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Airline Flights Into And Out Of New York City Cut Drastically Because Of Coronavirus

An empty corridor at John F. Kennedy International Airport in New York last month. Social distancing to slow the spread of the coronavirus leaves little demand for flights.
Image credit: Kena Betancur

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Airports around the world are a lot quieter these days, with hardly anyone flying because of travel restrictions to help slow the spread of the coronavirus.

And some of the nation’s busiest airports are about to get even quieter, as airlines slash service this week into and out of the three major New York City area airports.

American Airlines announced that as of Tuesday, April 7, it will reduce the number of departures from LaGuardia, JFK and Newark to just 13 a day. That’s down from a average of 270 flights a day last April. Eight of those flights will be from LaGuardia, and three each from JFK and Newark.

According to airline industry observers, for the first time since the 1940’s, American will not have a nonstop flight from New York City to Los Angeles.

United Airlines is cutting the number of flights into and out of the region to 17 a day, 15 of those from its hub at Newark, and just 2 from LaGuardia (United doesn’t fly from JFK).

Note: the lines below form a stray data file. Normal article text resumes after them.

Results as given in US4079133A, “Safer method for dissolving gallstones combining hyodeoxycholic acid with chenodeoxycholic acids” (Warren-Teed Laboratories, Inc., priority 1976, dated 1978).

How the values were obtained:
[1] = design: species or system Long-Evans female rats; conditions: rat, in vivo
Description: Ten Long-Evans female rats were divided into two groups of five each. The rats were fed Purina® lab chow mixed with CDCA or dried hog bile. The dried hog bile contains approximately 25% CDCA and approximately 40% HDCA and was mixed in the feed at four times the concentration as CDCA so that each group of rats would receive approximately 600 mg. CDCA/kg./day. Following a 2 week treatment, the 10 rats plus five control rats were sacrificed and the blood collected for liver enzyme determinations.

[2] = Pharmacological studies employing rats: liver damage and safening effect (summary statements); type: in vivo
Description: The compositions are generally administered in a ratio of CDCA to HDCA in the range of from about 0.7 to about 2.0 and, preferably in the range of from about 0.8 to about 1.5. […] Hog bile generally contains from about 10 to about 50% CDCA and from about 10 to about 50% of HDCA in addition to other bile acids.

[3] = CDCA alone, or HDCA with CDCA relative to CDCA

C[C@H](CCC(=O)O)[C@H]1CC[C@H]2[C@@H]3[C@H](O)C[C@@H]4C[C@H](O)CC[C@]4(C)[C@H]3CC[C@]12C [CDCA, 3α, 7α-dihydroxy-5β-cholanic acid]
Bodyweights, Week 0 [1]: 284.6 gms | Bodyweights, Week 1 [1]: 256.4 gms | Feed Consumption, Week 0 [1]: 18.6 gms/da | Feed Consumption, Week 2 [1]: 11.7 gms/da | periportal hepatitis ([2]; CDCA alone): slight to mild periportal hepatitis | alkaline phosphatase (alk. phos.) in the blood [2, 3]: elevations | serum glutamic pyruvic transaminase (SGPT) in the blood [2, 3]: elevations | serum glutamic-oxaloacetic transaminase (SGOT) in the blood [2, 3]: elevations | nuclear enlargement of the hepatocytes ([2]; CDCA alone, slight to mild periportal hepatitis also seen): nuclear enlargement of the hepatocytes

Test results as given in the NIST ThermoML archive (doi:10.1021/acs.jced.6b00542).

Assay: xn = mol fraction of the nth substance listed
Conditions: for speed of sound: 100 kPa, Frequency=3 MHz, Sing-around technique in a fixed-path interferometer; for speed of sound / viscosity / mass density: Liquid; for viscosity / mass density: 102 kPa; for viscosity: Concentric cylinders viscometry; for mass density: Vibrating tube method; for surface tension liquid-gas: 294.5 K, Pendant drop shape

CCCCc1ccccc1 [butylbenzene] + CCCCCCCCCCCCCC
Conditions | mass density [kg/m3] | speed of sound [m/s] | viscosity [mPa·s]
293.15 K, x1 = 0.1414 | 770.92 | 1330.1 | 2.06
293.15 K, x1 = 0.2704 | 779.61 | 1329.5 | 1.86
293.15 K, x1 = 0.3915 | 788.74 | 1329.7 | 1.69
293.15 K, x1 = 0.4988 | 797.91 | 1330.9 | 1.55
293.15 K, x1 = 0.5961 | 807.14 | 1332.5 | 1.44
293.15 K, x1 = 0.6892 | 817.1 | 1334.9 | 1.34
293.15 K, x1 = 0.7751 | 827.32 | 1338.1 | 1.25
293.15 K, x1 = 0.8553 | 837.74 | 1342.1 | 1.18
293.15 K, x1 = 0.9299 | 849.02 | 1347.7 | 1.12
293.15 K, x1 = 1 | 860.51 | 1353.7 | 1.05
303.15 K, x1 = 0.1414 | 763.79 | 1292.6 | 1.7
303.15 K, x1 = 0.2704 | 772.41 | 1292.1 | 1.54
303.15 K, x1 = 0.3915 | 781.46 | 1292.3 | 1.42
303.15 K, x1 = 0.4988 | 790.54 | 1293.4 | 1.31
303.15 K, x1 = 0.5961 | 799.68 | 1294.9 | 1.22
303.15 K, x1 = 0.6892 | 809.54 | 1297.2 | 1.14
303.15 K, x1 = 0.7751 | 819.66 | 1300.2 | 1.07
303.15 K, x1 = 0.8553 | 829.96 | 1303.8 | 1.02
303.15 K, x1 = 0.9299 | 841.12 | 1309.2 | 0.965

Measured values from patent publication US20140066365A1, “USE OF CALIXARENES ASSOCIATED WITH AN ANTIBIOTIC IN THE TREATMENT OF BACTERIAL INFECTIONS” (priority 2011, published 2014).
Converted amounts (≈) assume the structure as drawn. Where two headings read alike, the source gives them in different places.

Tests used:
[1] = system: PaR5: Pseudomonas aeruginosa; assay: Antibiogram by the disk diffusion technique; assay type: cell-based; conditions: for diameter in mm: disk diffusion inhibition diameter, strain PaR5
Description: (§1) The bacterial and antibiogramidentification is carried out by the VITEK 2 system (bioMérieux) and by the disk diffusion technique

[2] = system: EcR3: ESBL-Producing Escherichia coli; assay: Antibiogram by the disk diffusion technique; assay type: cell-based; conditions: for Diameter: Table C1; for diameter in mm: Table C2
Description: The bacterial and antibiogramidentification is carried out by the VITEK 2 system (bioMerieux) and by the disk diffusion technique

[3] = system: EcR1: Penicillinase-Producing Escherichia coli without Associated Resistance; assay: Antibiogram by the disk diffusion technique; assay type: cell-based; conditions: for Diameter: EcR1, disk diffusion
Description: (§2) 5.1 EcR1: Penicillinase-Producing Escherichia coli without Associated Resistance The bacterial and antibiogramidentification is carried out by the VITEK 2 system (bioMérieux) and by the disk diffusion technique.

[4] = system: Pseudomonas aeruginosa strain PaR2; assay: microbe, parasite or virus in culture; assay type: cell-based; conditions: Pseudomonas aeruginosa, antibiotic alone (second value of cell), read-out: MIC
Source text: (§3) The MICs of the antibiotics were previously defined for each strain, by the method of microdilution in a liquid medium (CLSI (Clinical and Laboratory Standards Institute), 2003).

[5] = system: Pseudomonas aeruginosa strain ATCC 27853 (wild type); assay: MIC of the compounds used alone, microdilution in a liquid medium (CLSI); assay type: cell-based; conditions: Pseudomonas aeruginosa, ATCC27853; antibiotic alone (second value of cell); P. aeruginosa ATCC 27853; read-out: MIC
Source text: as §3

JetBlue, which has a hub at JFK, has eliminated 80% of its flights there. Spirit has suspended all service to and from the NYC area.

Delta will have the busiest flight schedule with 51 daily departures from the three airports; 29 from JFK,15 from LaGuardia and 7 from Newark.

The airlines say the reduction in flights is due to a combination of the high number of coronavirus cases in the New York metro area, an effort to minimize employees’ potential exposure to the virus and the sharp reduction in demand.

American spokesperson Ross Feinstein said in a tweet that the airline’s busiest flight out of LaGuardia Sunday “only had 27 passengers (on a 737-800 with 172 seats). Let’s just say that flight boarded quickly. But not as quickly as the nine flights from JFK/LGA with one passenger on each.”

Most of the service cuts are in effect until early May.

Copyright 2020 NPR. To see more, visit https://www.npr.org.

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